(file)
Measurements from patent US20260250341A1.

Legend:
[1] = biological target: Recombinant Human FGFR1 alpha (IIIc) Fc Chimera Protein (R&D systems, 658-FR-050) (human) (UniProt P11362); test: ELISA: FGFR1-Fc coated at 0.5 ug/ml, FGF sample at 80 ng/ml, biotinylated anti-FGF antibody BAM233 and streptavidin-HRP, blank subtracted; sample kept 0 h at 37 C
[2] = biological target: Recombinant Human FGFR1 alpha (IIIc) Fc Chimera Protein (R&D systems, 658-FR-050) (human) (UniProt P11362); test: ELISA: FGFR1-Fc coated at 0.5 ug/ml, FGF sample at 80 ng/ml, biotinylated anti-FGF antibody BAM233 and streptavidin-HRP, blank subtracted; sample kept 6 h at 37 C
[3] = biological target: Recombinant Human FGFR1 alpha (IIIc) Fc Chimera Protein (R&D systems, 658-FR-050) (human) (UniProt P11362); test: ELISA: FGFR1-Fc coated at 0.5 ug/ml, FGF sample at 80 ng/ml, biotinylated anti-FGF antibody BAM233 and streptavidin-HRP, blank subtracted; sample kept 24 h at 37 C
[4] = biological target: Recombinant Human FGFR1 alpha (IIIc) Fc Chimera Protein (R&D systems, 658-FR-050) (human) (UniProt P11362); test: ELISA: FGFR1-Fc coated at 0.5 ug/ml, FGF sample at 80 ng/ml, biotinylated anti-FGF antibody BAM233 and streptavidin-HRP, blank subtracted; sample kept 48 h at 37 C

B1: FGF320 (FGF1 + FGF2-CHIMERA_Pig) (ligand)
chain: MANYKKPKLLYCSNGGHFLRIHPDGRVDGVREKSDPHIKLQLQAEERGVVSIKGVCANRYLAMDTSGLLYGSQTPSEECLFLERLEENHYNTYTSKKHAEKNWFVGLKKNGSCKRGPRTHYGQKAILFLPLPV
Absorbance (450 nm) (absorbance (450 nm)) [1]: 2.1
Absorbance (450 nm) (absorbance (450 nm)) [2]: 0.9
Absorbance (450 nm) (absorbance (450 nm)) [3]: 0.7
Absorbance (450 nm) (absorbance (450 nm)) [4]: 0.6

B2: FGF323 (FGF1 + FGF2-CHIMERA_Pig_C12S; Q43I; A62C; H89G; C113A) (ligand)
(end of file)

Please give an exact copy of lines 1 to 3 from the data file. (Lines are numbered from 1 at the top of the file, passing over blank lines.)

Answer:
Measurements from patent US20260250341A1.

Legend:
[1] = biological target: Recombinant Human FGFR1 alpha (IIIc) Fc Chimera Protein (R&D systems, 658-FR-050) (human) (UniProt P11362); test: ELISA: FGFR1-Fc coated at 0.5 ug/ml, FGF sample at 80 ng/ml, biotinylated anti-FGF antibody BAM233 and streptavidin-HRP, blank subtracted; sample kept 0 h at 37 C